Beaver Dam Analogs - Thompson Creek
Thompson Creek Beaver Dam Analog (BDA) Project
Partnerships for Phosphorus Load Reduction Beaver Dam Analog Project at Thompson Creek
- The Lands Council
- Gonzaga University
- Spokane Conservation District
- Newman Lake Property Owners Association
- Spokane County District Staff
Thompson Creek is currently a straight, deep channel that has disconnected from its floodplain. Water, sediment, and nutrients are rapidly moving downstream into Newman Lake, resulting in eutrophication and algae blooms.
WA Department of Ecology has the lake on its Total Maximum Daily Load (TMDL) 303d list for total phosphorus, indicating unhealthy amounts of phosphorus in the lake. Thompson Creek contributes 43% of the total phosphorus into Newman Lake.
- Wood posts embedded in stream with willows woven between the posts
- Reduce stream flow velocity (speed)
- Reduce streambank erosion
- Reduce sediment transport
- Traps sediment behind BDA
- Reduce phosphorus load reaching lake
- Create ponds, pools, and wetlands
- Passable to fish
- Improves floodplain connectivity
Location of Thompson Creek BDA(s)
Will BDA’s keep Phosphorous out of Newman lake and the NL Basin?
The goal is to simulate beaver dams and create a depositional (ponding) environment that will allow sediment and phosphorous to settle out in the ponds that will be formed upstream of the BDAs. Thus, by significantly increasing roughness and creating ponding most of the phosphorous coming down Thompson Creek from the watershed should get stored and “taken up by aquatic plants, periphyton, and phytoplankton. Increases in plant‐available nitrogen, phosphorus, carbon, and increased light availability (due to canopy reduction) favor the growth of instream and riparian vegetation, thus further immobilizing nutrients (phosphorous) within plant biomass that re‐establishes local nutrient cycles (Rosell et al., 2005).”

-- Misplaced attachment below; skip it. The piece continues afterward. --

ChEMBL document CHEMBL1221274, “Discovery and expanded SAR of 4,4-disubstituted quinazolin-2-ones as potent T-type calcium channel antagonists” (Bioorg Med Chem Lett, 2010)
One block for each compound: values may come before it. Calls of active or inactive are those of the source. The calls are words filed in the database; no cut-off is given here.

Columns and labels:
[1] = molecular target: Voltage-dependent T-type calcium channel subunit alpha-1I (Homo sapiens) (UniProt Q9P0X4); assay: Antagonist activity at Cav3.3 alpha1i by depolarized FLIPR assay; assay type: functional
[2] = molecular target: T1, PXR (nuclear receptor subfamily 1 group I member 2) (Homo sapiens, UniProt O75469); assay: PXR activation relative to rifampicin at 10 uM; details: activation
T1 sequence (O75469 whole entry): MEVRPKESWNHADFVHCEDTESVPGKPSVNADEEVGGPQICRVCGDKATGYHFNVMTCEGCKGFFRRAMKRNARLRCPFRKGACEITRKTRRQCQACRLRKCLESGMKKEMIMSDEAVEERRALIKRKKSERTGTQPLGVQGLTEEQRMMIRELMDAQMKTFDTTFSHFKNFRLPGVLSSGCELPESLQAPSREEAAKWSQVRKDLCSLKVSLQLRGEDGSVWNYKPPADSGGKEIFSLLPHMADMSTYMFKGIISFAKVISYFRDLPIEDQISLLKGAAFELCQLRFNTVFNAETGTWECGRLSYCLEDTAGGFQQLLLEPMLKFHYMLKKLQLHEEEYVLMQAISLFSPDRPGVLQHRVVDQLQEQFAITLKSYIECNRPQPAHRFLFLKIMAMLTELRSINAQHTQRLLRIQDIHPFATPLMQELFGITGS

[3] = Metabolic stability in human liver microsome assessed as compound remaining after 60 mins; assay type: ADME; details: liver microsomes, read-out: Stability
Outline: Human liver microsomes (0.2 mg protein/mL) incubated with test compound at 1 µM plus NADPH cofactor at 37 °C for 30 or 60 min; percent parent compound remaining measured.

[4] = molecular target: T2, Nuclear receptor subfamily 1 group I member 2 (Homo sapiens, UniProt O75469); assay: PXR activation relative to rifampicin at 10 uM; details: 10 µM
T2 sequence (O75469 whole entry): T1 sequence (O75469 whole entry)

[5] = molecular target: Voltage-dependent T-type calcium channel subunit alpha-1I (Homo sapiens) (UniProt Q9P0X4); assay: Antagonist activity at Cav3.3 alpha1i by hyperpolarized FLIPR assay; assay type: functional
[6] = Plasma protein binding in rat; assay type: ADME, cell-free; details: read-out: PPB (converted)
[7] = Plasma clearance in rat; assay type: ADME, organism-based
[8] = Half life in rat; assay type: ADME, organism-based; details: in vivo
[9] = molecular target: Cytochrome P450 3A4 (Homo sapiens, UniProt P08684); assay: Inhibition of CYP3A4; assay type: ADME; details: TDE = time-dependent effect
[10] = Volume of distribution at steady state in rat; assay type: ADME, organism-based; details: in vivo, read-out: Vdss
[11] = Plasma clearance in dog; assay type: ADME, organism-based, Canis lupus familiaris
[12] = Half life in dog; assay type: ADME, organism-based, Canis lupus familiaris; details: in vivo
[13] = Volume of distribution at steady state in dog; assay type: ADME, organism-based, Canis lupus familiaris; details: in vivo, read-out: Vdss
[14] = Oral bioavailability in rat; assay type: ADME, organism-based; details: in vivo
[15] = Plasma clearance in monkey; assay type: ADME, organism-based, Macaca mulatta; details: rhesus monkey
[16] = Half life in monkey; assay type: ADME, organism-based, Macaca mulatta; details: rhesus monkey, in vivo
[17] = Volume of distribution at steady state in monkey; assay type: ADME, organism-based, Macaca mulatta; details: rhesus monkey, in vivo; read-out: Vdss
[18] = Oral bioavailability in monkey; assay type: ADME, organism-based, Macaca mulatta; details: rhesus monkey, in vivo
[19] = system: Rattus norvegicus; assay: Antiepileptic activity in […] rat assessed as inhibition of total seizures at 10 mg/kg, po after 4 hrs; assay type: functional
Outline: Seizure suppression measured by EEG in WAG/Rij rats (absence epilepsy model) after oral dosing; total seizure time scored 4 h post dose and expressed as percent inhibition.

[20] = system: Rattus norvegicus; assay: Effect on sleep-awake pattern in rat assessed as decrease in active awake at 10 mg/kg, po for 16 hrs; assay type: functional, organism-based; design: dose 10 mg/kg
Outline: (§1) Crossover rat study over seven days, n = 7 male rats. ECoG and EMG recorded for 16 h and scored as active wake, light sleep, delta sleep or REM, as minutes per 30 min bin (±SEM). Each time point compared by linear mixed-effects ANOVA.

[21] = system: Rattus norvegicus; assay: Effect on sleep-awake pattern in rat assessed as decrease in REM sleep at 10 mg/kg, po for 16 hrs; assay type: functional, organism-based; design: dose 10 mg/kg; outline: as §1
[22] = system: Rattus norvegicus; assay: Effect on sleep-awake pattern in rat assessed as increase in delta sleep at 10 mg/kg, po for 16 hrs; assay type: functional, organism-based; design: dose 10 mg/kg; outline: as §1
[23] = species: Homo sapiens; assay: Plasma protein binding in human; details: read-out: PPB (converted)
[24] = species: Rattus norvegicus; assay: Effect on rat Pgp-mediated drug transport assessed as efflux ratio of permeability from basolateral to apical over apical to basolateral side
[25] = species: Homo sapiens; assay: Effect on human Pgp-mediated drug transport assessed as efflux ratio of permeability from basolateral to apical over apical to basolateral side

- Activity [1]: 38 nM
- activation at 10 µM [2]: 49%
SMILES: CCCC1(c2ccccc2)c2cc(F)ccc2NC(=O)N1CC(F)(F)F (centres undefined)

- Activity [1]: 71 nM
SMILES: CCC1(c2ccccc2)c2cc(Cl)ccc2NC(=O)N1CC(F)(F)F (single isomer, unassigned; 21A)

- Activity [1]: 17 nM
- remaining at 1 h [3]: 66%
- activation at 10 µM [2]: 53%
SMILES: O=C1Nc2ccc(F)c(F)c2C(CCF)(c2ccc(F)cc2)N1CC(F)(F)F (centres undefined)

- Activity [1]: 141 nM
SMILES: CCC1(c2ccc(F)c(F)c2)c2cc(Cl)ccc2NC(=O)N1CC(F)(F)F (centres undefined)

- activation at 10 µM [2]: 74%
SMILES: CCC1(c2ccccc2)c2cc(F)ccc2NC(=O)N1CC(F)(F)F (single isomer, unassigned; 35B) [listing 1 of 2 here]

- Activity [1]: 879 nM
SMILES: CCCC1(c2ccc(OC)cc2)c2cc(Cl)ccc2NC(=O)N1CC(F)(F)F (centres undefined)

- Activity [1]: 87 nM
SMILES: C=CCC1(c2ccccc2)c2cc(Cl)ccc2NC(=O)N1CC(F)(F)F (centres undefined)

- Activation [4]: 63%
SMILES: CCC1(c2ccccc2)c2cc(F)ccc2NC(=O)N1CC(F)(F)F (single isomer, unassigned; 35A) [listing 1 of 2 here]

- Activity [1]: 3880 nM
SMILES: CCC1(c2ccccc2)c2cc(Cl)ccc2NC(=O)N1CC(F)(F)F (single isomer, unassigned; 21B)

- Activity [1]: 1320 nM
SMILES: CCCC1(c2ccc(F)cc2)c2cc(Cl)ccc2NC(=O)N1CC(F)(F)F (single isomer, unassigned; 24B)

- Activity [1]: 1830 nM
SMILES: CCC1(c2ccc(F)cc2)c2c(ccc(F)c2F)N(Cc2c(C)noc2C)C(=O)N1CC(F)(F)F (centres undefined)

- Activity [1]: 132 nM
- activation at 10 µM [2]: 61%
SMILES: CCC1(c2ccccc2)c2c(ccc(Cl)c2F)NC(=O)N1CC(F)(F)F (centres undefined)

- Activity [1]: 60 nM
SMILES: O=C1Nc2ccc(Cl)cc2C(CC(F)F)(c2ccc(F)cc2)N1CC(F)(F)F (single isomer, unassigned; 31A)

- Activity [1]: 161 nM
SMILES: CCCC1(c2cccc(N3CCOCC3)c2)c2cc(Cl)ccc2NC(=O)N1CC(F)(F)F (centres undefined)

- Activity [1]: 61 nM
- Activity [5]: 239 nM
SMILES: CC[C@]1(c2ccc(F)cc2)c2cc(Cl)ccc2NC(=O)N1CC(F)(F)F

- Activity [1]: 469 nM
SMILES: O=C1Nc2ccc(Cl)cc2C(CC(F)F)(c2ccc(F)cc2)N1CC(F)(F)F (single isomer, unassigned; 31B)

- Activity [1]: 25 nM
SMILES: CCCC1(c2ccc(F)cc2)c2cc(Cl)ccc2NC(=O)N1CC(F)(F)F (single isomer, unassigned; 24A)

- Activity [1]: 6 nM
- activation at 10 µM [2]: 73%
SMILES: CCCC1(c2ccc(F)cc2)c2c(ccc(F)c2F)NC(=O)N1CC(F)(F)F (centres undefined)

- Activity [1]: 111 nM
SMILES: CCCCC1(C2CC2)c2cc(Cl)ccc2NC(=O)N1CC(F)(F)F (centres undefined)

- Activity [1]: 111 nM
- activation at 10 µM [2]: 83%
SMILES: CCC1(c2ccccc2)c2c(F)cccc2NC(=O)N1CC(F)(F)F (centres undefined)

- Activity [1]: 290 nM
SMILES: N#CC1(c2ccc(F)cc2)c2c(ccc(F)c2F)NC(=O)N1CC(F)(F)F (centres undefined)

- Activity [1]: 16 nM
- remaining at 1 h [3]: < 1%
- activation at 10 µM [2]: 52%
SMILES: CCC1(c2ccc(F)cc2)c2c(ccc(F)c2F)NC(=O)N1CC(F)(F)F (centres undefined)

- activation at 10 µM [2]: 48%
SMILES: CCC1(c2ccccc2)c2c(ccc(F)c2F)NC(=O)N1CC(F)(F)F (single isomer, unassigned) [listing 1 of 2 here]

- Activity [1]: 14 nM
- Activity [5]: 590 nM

Ultimately, the BDAs should create an environment where phosphorous is stored and then used by plants and not just directly transported downstream to Newman Lake as the river is currently doing.
Of course, not everything is 100% efficient, and as such there may still be some phosphorous making it into Newman Lake; however, it should be significantly reduced from what it is now and hopefully to below the TMDL level.
There will be monitoring to see the effectiveness of sediment and phosphorous trapping and making adjustments to the BDAs along the way, if necessary, to increase trapping efficiency.
Sue L. Niezgoda, PhD., PE., Professor of Civil Engineering, School of Engineering and Applied Science, Gonzaga University